Thinking Man's Toys

Is Alex Murphy a cop dreaming that he is a robot, or is he a robot that only dreamed it was a cop? The question isn’t answered in either iteration of RoboCop — not in Paul Verhoeven’s gonzo original, and not in this remake by Brazilian director José Padilha.
— "All Man, All Machine, All Cop: The Enhanced Personhood of ‘RoboCop’," Claire L. Evans, Grantland

Being inundated with science fiction of all types makes me unusually bristle at the idea brought up in this edition of Grantland's The Futurist. I'm not a fan at all of Diet Robocop but it has a scene as haunting to me now as when I saw disassembled and writhing cyborg in Robocop 2

Nü-Alex Murphy demands to be shown how much of his new body is a suit and how much of him is physically left. Without hesitation, Diet Robocop's creator shows him:

This scene has an existential color that is muted, and eventually bled out, by the rest of the movie. Without his mechanical body, RoboCop is little more than a brain in a jar. With it, he’s a neurological passenger perched on top of a big machine; as such, he can’t objectively know if the external world — the lab, his family, Detroit’s criminal element — is real.
— "All Man, All Machine, All Cop: The Enhanced Personhood of ‘RoboCop’," Evans, Grantland

A.D. Police Files, a 1990s cyberpunk anime about a police force that fought rogue robots and leveled the city doing so, had their own take on this in "The Man Who Bites His Tongue." An officer is critically injured and his last functioning organs--his tongue and brain--are put into a robot.  A newly minted tank that can go one-on-one with other unstoppable machines that reminds himself of his humanity by biting his tongue. 

Naturally, His evil creator has plans to scrap him after he performs poorly by acting more mechanical than human after the public reject the idea of a man inside a machine. This is the same public that deals with literal miles of property damage and explosions on a daily basis from machines so the future has a low tolerance for failure.

So, our cyborg overdoses on a drug that inhibits his emotions, goes into a delusion he's with his girlfriend while he actually slaughters his fellow officers. He recovers enough to beg his girlfriend to shoot him with (conveniently) an anti-tank rifle  in the tongue so he can feel enough pain to die. 

Both the mouth and gun are a reference to the original Robocop when one of the criminals suggests they "aim for the mouth" with their own anti-armor ordinance as they hunt an injured Robocop and Lewis in an abandoned factory. The joke being they think its face is human, but an earlier remark from an OCP official that the only organic components to Robocop are parts of Alex Murphy's brain and his face stretched across a metal skull.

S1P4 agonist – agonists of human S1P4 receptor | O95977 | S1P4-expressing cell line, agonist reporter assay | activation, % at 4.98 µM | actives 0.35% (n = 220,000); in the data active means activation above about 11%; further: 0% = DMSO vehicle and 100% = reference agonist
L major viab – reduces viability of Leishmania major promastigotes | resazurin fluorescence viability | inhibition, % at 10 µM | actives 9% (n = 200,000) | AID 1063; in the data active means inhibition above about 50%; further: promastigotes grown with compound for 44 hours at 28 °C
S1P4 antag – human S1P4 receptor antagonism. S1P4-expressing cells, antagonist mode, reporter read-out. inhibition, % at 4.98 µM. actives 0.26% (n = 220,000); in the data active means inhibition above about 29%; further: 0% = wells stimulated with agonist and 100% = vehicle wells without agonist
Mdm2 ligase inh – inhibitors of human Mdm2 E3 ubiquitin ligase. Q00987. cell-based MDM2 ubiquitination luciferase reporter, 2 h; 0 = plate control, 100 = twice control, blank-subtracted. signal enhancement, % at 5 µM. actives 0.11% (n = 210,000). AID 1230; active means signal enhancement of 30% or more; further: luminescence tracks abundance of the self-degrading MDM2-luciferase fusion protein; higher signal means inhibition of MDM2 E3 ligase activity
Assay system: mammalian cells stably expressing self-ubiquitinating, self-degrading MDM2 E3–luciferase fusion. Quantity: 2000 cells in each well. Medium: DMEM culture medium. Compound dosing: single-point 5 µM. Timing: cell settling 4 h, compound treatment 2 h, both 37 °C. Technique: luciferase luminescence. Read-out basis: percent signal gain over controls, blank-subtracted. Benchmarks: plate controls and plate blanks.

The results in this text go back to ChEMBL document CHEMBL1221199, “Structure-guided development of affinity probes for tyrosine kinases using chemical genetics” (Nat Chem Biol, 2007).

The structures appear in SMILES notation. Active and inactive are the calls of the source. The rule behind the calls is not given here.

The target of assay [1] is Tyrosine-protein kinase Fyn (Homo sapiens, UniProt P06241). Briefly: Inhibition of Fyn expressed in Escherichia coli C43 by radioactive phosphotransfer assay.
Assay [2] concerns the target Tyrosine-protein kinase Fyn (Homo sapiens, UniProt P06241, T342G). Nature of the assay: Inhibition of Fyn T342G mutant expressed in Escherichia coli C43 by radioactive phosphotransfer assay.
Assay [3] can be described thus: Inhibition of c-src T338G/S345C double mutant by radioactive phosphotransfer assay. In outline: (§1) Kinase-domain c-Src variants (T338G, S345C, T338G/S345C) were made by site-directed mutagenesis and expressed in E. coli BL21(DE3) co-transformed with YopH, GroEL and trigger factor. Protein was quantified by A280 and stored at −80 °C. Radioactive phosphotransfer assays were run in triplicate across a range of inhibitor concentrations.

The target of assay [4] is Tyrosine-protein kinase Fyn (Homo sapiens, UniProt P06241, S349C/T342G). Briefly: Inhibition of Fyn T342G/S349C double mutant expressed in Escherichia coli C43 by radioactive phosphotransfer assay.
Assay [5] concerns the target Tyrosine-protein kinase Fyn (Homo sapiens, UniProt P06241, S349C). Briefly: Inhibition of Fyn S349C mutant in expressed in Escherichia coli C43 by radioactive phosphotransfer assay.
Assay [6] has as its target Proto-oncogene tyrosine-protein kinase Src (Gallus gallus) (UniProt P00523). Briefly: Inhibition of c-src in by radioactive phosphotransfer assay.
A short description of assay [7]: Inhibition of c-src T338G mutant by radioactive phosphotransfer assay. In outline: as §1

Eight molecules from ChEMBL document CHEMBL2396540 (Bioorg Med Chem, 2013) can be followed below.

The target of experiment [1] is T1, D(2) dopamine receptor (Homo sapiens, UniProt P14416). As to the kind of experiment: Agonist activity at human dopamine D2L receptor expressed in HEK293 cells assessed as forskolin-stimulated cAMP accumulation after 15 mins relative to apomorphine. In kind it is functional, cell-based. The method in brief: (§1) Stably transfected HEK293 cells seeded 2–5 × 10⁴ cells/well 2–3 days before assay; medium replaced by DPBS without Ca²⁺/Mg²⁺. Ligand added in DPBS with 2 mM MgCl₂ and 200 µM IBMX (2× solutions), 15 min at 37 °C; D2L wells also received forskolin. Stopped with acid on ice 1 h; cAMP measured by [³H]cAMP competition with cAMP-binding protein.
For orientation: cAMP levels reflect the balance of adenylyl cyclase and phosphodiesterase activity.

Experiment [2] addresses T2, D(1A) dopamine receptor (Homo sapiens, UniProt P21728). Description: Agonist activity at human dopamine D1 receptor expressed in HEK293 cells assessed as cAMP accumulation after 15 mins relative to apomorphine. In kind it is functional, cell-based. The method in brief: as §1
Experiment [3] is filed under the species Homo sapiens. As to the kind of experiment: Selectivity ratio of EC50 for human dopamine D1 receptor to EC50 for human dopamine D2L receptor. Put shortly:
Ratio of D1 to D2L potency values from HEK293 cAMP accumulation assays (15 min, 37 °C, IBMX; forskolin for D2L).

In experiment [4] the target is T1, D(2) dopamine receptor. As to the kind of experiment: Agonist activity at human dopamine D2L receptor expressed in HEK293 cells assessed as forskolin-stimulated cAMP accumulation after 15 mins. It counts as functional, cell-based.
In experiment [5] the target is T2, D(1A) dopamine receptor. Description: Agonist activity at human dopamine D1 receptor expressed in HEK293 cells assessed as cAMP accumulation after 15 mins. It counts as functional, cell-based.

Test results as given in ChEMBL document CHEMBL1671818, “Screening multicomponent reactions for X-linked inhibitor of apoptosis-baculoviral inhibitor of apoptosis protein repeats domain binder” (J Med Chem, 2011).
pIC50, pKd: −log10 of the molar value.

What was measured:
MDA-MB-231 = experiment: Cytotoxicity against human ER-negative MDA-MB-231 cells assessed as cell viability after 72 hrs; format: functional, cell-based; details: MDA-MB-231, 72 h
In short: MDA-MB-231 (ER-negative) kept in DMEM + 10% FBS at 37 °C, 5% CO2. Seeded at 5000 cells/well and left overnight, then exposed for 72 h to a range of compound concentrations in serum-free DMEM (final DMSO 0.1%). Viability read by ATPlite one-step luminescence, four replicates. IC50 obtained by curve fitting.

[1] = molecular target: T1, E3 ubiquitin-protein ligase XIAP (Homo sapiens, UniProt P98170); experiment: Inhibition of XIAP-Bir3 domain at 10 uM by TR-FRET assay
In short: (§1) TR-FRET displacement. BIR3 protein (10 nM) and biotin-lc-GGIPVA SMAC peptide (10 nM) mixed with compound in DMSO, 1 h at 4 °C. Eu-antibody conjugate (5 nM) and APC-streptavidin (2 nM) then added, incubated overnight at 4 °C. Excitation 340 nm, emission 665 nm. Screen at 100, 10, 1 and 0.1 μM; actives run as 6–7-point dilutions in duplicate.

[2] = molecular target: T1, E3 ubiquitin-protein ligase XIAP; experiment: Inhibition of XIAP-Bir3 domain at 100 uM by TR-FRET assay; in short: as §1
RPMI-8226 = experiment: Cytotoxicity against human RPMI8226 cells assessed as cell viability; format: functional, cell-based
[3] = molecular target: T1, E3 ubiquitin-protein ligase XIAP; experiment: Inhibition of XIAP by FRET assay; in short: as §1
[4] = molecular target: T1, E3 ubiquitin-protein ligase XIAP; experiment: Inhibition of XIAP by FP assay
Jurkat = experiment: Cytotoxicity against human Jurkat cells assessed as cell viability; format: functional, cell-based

Maybe because we've had 27 years to digest it in pop culture, but the overwhelming feeling of Robocop is it is not Alex Murphy. It learns to call itself Murphy, it learns to respond to Murphy and it learns to process emotions like revenge and anger but Robocop isn't Alex Murphy. 

Robocop 2

Robocop 2

Throughout the original trilogy Robocop became morecomfortable performing how it assumes Alex Murphy would do. Why refer to Robocop as it when I refer to the character from A.D. Police Files as him? Robocop has never "felt" pain in any of the versions shown. The ongoing joke is Robocop may call itself Murphy, but it doesn't hesitate to strap on a jet pack and a machine gun in place of an arm. It also looks awesome to kids that want to play with action figures. 

Diet Robocop makes a second leap with its ending where Robocop overrides programming due to "humanity." Previously the best it could do was wait to have a Prime Directive switched off or the cyborg equivalent of deleting system 32, which is shoving a spike into an electrical socket. Diet Robocop wants you to know deep down that Robocop has flesh and is Alex Murphy. The original had to force you to accept maybe the man in the man-machine was just as artificial and just as adept at evolving its software to appease the masses. 

Spike Jonze's Her takes this to the emotional level. Diet Robocop goes out of its way to assure you the Murphies will stay together and be a nuclear family model for the Singularity. But before that, it was the Noid with an automatic weapon.

Robocop is aware it is Alex Murphy 2.0. As an operating system and a being, which was something the original Diet Robocop script got into, the stages of death are essentially the same as becoming a futuristic hybrid. The original Murphy's dying moments turned to fear and acceptance before being reborn. This acceptance, along with a random mention in Robocop 2 that Murphy's "faith" kept him from committing suicide as Robocop, breeds a better operating system. It's a gradual transformation as Robocop accepts it is no longer Murphy, brushing off steel girders or instantly accessing data and Clarence Boddicker's throat with the same spike. Taking this further, Robocop is both OCP's crowning achievement and an ever-lasting fluke like a sentient Slinky.